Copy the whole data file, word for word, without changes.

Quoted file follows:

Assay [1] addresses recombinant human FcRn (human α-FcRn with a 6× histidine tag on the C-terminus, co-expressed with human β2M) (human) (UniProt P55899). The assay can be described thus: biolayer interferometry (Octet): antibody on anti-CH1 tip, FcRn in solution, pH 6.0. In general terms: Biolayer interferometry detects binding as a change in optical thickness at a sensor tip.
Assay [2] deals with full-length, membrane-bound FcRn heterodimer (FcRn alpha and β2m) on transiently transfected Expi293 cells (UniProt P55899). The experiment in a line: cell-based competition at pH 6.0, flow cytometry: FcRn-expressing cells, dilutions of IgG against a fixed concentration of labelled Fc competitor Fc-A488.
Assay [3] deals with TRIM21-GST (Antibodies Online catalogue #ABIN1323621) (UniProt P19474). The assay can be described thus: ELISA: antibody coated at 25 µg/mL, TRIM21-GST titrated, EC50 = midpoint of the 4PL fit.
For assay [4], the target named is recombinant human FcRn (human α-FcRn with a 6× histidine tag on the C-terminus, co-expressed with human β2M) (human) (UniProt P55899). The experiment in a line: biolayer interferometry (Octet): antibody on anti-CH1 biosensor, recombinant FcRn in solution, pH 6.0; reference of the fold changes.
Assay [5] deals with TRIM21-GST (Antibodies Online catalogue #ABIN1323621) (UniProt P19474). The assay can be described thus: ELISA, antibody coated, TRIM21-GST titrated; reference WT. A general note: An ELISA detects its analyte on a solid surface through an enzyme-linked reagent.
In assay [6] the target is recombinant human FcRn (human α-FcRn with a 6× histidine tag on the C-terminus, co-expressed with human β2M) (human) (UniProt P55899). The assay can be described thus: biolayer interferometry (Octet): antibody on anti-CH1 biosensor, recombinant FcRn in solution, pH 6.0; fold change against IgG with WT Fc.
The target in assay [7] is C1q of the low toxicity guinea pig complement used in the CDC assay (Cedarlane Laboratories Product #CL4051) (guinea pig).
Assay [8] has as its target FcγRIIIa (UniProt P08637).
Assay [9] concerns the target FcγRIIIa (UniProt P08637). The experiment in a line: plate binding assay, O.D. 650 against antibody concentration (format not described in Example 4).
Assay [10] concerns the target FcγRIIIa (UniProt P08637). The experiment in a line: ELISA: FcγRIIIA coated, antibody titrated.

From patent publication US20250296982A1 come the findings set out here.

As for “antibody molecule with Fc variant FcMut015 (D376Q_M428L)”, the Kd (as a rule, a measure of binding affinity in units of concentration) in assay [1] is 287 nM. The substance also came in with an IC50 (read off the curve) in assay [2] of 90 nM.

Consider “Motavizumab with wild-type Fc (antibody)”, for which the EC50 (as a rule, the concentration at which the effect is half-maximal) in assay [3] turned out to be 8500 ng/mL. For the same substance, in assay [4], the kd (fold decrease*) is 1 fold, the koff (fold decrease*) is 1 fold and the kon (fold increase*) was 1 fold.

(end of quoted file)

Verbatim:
Assay [1] addresses recombinant human FcRn (human α-FcRn with a 6× histidine tag on the C-terminus, co-expressed with human β2M) (human) (UniProt P55899). The assay can be described thus: biolayer interferometry (Octet): antibody on anti-CH1 tip, FcRn in solution, pH 6.0. In general terms: Biolayer interferometry detects binding as a change in optical thickness at a sensor tip.
Assay [2] deals with full-length, membrane-bound FcRn heterodimer (FcRn alpha and β2m) on transiently transfected Expi293 cells (UniProt P55899). The experiment in a line: cell-based competition at pH 6.0, flow cytometry: FcRn-expressing cells, dilutions of IgG against a fixed concentration of labelled Fc competitor Fc-A488.
Assay [3] deals with TRIM21-GST (Antibodies Online catalogue #ABIN1323621) (UniProt P19474). The assay can be described thus: ELISA: antibody coated at 25 µg/mL, TRIM21-GST titrated, EC50 = midpoint of the 4PL fit.
For assay [4], the target named is recombinant human FcRn (human α-FcRn with a 6× histidine tag on the C-terminus, co-expressed with human β2M) (human) (UniProt P55899). The experiment in a line: biolayer interferometry (Octet): antibody on anti-CH1 biosensor, recombinant FcRn in solution, pH 6.0; reference of the fold changes.
Assay [5] deals with TRIM21-GST (Antibodies Online catalogue #ABIN1323621) (UniProt P19474). The assay can be described thus: ELISA, antibody coated, TRIM21-GST titrated; reference WT. A general note: An ELISA detects its analyte on a solid surface through an enzyme-linked reagent.
In assay [6] the target is recombinant human FcRn (human α-FcRn with a 6× histidine tag on the C-terminus, co-expressed with human β2M) (human) (UniProt P55899). The assay can be described thus: biolayer interferometry (Octet): antibody on anti-CH1 biosensor, recombinant FcRn in solution, pH 6.0; fold change against IgG with WT Fc.
The target in assay [7] is C1q of the low toxicity guinea pig complement used in the CDC assay (Cedarlane Laboratories Product #CL4051) (guinea pig).
Assay [8] has as its target FcγRIIIa (UniProt P08637).
Assay [9] concerns the target FcγRIIIa (UniProt P08637). The experiment in a line: plate binding assay, O.D. 650 against antibody concentration (format not described in Example 4).
Assay [10] concerns the target FcγRIIIa (UniProt P08637). The experiment in a line: ELISA: FcγRIIIA coated, antibody titrated.

From patent publication US20250296982A1 come the findings set out here.

As for “antibody molecule with Fc variant FcMut015 (D376Q_M428L)”, the Kd (as a rule, a measure of binding affinity in units of concentration) in assay [1] is 287 nM. The substance also came in with an IC50 (read off the curve) in assay [2] of 90 nM.

Consider “Motavizumab with wild-type Fc (antibody)”, for which the EC50 (as a rule, the concentration at which the effect is half-maximal) in assay [3] turned out to be 8500 ng/mL. For the same substance, in assay [4], the kd (fold decrease*) is 1 fold, the koff (fold decrease*) is 1 fold and the kon (fold increase*) was 1 fold.